Earlier in the evening, I reasoned that I should not ‘watch’ the election, since I will learn the result in the end and experiencing the uncertainty in the meantime doesn’t seem productive at all, let alone competitive with other things I could do.
This attitude somehow felt unfriendly though, or like being the kind of spoilsport who says ‘there is no reason to celebrate Christmas, or to celebrate anything for that matter’—both failing to add to the fun, and implicitly asking others to defend their own enthusiasm.
I think it’s related to how everyone is experiencing this thing together, and whether or not anyone has fun per se, there is something good in sharing it. And I do appreciate being part of a country-sized crowd looking the same way.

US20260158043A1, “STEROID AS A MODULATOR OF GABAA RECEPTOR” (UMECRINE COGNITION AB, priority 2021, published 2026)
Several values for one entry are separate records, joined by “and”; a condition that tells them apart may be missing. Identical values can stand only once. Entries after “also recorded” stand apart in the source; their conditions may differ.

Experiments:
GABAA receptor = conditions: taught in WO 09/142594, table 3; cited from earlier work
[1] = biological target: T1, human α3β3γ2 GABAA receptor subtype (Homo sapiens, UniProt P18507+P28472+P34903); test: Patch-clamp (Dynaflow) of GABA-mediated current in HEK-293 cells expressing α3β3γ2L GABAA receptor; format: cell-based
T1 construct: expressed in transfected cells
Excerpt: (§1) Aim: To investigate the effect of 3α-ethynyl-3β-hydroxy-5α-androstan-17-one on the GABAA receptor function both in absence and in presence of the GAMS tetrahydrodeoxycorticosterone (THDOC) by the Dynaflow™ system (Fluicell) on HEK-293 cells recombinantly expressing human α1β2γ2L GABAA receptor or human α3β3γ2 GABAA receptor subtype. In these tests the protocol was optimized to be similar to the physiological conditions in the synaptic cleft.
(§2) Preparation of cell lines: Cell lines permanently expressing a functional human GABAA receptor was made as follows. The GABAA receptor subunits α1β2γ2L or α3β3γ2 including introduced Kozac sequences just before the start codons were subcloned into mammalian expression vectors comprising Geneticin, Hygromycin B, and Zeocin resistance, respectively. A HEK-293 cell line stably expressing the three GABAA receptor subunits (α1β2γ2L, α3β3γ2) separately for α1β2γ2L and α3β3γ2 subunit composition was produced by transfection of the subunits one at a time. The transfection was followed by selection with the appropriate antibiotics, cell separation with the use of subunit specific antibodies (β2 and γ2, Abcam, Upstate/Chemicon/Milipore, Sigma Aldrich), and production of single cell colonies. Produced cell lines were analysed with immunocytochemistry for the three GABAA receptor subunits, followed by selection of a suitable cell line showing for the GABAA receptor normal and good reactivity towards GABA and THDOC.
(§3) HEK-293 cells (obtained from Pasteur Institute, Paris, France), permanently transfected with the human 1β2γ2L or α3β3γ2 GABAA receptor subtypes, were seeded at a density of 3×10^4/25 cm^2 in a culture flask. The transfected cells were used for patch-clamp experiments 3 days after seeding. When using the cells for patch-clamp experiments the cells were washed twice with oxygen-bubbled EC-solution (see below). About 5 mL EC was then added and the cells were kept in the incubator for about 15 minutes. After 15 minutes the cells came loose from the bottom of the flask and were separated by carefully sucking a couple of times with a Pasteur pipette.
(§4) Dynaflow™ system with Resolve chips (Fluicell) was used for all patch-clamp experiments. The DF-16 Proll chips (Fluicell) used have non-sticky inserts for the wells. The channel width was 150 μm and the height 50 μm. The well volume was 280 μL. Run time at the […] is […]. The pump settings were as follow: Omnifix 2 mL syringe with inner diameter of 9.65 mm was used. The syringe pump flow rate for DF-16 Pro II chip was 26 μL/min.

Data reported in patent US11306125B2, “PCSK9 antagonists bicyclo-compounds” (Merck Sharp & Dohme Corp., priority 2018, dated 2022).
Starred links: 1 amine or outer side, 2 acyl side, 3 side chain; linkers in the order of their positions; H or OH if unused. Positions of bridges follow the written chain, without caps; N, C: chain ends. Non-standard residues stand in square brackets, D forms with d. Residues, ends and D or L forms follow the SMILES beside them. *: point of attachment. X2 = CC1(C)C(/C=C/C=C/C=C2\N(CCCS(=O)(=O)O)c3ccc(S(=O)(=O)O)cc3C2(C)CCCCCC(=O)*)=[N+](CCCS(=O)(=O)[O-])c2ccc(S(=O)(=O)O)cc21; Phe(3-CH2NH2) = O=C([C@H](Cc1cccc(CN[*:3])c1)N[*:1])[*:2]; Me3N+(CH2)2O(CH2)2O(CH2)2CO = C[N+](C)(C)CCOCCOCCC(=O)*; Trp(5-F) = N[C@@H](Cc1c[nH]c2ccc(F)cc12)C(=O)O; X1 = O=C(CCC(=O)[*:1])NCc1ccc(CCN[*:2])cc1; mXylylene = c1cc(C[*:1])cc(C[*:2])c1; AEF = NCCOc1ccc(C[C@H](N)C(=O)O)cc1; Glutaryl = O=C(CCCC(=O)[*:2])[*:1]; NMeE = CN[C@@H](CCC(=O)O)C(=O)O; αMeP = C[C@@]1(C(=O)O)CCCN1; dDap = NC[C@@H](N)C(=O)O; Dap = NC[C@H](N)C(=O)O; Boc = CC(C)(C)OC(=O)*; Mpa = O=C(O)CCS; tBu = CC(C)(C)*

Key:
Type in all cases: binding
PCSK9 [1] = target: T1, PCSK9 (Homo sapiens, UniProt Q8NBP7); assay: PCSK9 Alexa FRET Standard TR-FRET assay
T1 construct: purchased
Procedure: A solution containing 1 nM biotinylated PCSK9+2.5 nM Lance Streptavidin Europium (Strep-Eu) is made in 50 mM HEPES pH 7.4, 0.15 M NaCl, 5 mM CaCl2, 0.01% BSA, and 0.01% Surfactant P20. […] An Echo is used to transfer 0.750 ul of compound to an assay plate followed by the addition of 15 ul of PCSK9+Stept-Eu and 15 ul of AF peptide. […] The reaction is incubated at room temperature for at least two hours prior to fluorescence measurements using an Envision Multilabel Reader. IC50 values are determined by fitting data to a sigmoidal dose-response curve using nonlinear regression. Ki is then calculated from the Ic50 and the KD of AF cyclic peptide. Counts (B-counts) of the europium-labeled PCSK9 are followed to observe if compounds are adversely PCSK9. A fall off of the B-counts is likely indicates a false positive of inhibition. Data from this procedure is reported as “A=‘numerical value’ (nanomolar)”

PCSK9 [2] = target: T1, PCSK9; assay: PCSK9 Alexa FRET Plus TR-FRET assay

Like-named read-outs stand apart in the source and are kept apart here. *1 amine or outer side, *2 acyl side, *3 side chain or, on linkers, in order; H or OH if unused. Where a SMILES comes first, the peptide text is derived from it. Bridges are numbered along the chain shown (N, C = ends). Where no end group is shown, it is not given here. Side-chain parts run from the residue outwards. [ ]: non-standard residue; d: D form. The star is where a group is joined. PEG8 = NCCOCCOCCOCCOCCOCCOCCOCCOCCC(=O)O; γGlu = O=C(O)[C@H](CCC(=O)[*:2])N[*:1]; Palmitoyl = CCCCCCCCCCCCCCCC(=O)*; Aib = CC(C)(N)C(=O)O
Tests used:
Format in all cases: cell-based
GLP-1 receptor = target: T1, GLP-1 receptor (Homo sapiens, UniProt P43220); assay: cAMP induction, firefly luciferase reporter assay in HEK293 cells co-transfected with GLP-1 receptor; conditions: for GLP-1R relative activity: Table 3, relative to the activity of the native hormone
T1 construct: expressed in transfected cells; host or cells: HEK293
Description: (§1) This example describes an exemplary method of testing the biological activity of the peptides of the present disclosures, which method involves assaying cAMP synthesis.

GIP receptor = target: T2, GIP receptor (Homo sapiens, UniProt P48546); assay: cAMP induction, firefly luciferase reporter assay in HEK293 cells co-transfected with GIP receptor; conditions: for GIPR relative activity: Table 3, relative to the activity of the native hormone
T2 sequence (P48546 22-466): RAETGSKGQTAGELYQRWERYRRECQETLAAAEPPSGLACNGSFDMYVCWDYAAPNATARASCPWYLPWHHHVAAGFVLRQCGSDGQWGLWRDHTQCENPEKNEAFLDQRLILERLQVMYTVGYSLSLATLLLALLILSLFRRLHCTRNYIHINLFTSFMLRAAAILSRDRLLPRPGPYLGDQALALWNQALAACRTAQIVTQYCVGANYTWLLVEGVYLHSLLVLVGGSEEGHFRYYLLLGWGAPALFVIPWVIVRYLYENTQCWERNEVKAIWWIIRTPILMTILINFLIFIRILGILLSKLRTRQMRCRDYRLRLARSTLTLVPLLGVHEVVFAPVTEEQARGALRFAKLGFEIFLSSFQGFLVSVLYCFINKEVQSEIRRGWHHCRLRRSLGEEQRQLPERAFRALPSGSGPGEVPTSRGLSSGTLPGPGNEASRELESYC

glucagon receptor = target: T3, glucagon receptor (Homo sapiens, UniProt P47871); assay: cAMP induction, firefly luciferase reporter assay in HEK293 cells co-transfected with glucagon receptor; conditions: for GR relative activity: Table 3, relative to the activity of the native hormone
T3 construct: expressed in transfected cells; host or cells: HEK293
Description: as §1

I wish the evening involved more familiarity with voters dissimilar to me though. The evolving plot would be more interesting if every time something surprising happened at a vast statistical level, a camera zoomed in to three random voters from that place who behaved surprisingly, for a short interview on what they were actually thinking. My guess is that it is often more inspiring than suspected, and it would be nice to know the nation better.